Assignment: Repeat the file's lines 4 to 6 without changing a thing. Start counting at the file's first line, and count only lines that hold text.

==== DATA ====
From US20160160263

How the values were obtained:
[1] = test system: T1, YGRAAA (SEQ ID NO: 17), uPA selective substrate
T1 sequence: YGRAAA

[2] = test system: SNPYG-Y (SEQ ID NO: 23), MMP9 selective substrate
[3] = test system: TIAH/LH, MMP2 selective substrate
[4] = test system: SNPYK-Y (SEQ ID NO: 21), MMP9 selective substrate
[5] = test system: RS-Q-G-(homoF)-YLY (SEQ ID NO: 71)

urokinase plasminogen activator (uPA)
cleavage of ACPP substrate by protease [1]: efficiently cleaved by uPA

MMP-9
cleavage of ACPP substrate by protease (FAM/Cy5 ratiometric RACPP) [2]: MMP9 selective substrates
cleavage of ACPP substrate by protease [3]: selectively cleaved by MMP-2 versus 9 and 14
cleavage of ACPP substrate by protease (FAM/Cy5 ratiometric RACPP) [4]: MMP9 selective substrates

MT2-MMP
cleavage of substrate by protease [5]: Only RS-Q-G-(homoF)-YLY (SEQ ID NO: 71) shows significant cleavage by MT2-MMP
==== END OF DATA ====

T1 sequence: YGRAAA

[2] = test system: SNPYG-Y (SEQ ID NO: 23), MMP9 selective substrate
[3] = test system: TIAH/LH, MMP2 selective substrate